Hybrid Tea Rose 'Heirloom'


Family: Rosaceae (ro-ZAY-see-ee) (Info)
Genus: Rosa (RO-zuh) (Info)
Cultivar: Heirloom
Additional cultivar information:(PP3234, aka JACbloom)
Hybridized by Warriner
Registered or introduced: 1972
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Hybrid Tea


4-6 ft. (1.2-1.8 m)


36-48 in. (90-120 cm)


USDA Zone 7a: to -17.7 C (0 F)

USDA Zone 7b: to -14.9 C (5 F)

USDA Zone 8a: to -12.2 C (10 F)

USDA Zone 8b: to -9.4 C (15 F)

USDA Zone 9a: to -6.6 C (20 F)

USDA Zone 9b: to -3.8 C (25 F)

USDA Zone 10a: to -1.1 C (30 F)

USDA Zone 10b: to 1.7 C (35 F)

Bloom Color:

Mauve and mauve blend (mb)

Bloom Shape:


Flower Fragrance:

Slightly Fragrant

Bloom Time:

Late Spring/Early Summer

Blooms repeatedly



Patent Information:

Patent expired

Other Details:


Sets hips

Pruning Instructions:

Blooms on new wood; prune early to promote new growth

Soil pH requirements:

5.6 to 6.0 (acidic)

6.1 to 6.5 (mildly acidic)

Propagation Methods:

From softwood cuttings

From semi-hardwood cuttings

From hardwood cuttings

By grafting

By budding

Foliage Color:

Unknown - Tell us

Bloom Characteristics:

Unknown - Tell us

Water Requirements:

Unknown - Tell us

Where to Grow:

Unknown - Tell us


This plant has been said to grow in the following regions:

Phoenix, Arizona

Grass Valley, California

Menifee, California

San Diego, California

San Dimas, California

San Leandro, California

Denver, Colorado

Ocala, Florida

Palm City, Florida

Panama City, Florida

Chicago, Illinois

Downers Grove, Illinois

Noblesville, Indiana

Kalona, Iowa

Vidalia, Louisiana

Piedmont, Missouri

Elba, New York

Matthews, North Carolina

Sanford, North Carolina

Winston Salem, North Carolina

Diamond, Ohio

North Augusta, South Carolina

Dallas, Texas

Victoria, Texas

Whitesboro, Texas

Willis, Texas

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Gardeners' Notes:


On May 27, 2013, midgey from Denver, CO wrote:

heirloom is perhaps the perfect rose. gracing us with it's ever changing color cycle , in bloom, and aging. i first planted this rose from j and p in 1990, did unbelievably well. lived in a different location then. the rose shot gorgeous 5 and 6 bud's 5 and 6 inches across in bloom and 12 to 14 inch stems. the comments were endless from passers by , notes left on my door. seriously a wonderfully bred rose. they start purple fade to blue ish gray. one of my heirloom plants transplanted well the other died. it is now 23 years old and shows absolutely no signs of slowing down. does need massive pruning, essential. down to four strong canes 14 inches tall. this will give you a gorgeous grandiflora. feed it regularly, and soak heavy and it will go strong. wonderful, wonderful... read more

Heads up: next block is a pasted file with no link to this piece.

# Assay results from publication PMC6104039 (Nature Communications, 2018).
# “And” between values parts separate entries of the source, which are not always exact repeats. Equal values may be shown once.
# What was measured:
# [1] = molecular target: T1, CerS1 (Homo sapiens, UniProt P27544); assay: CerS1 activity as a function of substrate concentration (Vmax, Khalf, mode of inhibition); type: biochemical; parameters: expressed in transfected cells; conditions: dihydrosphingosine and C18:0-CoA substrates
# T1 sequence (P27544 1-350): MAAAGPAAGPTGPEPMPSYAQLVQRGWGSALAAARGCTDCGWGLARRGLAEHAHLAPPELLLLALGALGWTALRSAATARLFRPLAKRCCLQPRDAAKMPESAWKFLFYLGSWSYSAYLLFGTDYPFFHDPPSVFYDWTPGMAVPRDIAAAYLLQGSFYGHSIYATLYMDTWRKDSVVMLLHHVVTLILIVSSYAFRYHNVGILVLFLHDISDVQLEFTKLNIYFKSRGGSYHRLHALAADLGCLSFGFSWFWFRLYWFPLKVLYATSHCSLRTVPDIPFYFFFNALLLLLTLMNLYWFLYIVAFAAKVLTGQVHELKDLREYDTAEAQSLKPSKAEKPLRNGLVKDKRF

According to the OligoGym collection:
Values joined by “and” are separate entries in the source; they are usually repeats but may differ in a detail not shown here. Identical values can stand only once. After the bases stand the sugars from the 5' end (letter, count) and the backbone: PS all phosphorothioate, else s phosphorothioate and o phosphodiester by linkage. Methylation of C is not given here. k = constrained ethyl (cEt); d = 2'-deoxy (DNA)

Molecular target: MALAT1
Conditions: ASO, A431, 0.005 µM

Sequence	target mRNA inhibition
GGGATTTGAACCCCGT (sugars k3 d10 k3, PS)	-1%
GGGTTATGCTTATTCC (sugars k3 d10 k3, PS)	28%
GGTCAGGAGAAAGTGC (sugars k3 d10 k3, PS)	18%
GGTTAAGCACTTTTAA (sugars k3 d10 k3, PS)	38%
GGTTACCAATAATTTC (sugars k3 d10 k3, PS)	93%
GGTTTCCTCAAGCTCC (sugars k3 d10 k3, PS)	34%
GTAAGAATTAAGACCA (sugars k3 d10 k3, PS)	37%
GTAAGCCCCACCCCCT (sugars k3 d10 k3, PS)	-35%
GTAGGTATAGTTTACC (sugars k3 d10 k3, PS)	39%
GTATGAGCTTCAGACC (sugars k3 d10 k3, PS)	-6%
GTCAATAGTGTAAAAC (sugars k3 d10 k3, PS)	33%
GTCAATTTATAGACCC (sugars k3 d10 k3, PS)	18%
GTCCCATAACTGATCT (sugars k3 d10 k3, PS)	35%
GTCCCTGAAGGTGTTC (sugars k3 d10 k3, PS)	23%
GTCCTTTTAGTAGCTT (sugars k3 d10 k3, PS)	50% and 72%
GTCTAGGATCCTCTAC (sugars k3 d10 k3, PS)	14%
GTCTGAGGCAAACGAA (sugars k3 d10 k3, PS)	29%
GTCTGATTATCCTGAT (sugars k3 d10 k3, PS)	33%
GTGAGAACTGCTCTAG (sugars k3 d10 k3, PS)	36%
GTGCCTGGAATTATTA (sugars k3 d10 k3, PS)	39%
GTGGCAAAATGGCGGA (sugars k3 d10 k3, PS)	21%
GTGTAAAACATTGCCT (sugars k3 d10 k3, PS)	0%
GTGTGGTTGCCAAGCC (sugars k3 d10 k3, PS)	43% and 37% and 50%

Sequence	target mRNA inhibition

On May 16, 2011, dontruman from Victoria, TX wrote:

I have two in my garden; one originally bare root and the other potted. Both were planted during the same season and there is no difference between them in size and performance. Does exceptionally well in Zone 9a sending up new canes and blooming from Spring until the first hard freeze. Fragrant with a sweet scent, it shows a grandiflora, floribunda ancestry with the flowers often coming in clusters of 3 to 5. One of the lowest maintenance roses in my garden and I have over 50 varieties, half of which are low maintenance antique roses.


On Oct 15, 2010, PenelopeEC from Dallas, TX wrote:

This rose is just wonderful in my garden! Buds are similar in color to Stephen's Big Purple, and they age to a very elegant mauve. They also smell fabulous. To me they smell like sweet lemons,but it is just soooo strong. Beautiful all around.


On Apr 11, 2009, Joan from Belfield, ND (Zone 4a) wrote:

Editor's Note

Plant Patent number 3234 has expired


On Jul 1, 2007, prplepeep from Sanford, NC wrote:

I am totaly in love with this rose. The color is wonderful muave to violet, the smell...amazing, reminds me of the smell of a big patch of wild roses growing along side the road. I have two, both of them plentiful with buds and flowers. I can't walk by it without stopping to smell this rose!


On Jul 14, 2005, FrankBlissett from Sault Sainte Marie, MI wrote:

Bought one in 2004, and it survived its first Zone4b winter without protection. It had a bad time with black spot last year though (very dry this year, but still got some black spot). Too soon to tell if it'll thrive up here, but the flowers are quite beautiful and fairly prolific.


On Apr 30, 2004, Toxicodendron from Piedmont, MO (Zone 6a) wrote:

Heirloom has made it through the past 3 winters here in zone 6 without any problems...no dieback at all this year. This is a fragrant purplish rose with strong canes. Mine is over 4 feet tall right now and loaded with buds(April).